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March 2000

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Flashback

The Pattersonaires
Book Of The Seven Seals
High Water / HMG

The Pattersonaires - Book Of The Seven SealsI have been an unabashed promoter of the excellent series of reissues from the High Water label during the 1980s. These albums and 45s were part of a project by Dr. David Evans at Memphis State University to document the blues and gospel traditions of Memphis and the Mississippi Delta. What makes these recordings so great was that they were made not for any kind of commercial gain, but rather for the sheer love of the music.

High Water's best-selling record was Book Of The Seven Seals, by long-time Memphis gospel singers The Pattersonaires. In proclaiming this reissue as my Flashback of the month, I know that some readers will immediately click on to another page, thinking that they have absolutely no interest in gospel music. But my advice is to keep reading, especially if you like stirring and soulful vocals. It's a short step from the gospel vocal tradition to straight soul music. And blues owes much of its emotion and energy to the music of the church.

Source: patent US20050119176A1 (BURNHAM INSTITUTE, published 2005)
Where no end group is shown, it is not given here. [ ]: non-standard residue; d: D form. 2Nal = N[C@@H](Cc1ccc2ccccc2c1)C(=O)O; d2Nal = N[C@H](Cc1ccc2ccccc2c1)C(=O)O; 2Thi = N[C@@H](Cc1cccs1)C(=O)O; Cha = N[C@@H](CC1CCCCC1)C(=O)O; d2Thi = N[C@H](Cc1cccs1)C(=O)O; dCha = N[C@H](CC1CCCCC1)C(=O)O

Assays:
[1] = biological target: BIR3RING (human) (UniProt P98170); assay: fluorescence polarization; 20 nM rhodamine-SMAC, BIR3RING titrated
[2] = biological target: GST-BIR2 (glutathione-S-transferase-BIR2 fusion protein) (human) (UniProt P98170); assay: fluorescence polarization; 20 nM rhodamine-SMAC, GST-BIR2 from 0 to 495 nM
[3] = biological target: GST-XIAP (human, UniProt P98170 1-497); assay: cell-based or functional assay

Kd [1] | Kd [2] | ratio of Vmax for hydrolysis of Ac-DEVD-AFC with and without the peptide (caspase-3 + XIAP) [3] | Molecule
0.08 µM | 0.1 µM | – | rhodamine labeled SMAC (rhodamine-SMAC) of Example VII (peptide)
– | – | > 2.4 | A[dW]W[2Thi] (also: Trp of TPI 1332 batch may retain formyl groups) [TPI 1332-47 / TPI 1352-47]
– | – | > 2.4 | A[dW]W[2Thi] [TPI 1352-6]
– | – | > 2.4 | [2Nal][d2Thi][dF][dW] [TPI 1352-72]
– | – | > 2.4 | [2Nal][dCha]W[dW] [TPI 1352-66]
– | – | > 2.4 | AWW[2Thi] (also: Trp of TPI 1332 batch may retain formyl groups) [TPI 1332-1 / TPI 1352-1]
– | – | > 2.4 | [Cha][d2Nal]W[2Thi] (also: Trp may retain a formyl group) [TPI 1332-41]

Originally formed in 1953, The Pattersonaires were greatly influenced by Memphis minister Rev. W. Herbert Brewster. Half of the songs on Book Of The Seven Seals are his original compositions.

What separates this collection from other gospel recordings is the strength of The Pattersonaires lead singers.  They're all distinct in their own style, and repeatedly provide a marked contrast from the background chorus. I especially like the singing of James Shelton, whose soulful and raspy baritone is best heard on the Brewster original "I Feel Something Drawing and Pulling Me On."

Another Brewster-penned number, "Old Landmark," is a very spirited, driving song featuring the more downhome vocals of Willie Neal. This number will get your foot to tappin' right from the start. Neal also takes the lead on the excellent James Cleveland song "I'm His, He's Mine."

The Pattersonaires version of "Go Down, Moses" is highlighted by the piano playing of Willie Gordon, and Shelton gives this old standard a rather unique and more soulful treatment.

The bluesiest number among the ten cuts is "Call Me (Here I Am)," again showcasing Shelton's resonant vocals.

HMG will soon be releasing a live album from The Pattersonaires, recorded not long after these 1984 studio sessions. If it's anywhere near as good as Book Of The Seven Seals, I'll be anxious to hear it.

--- Bill Mitchell.

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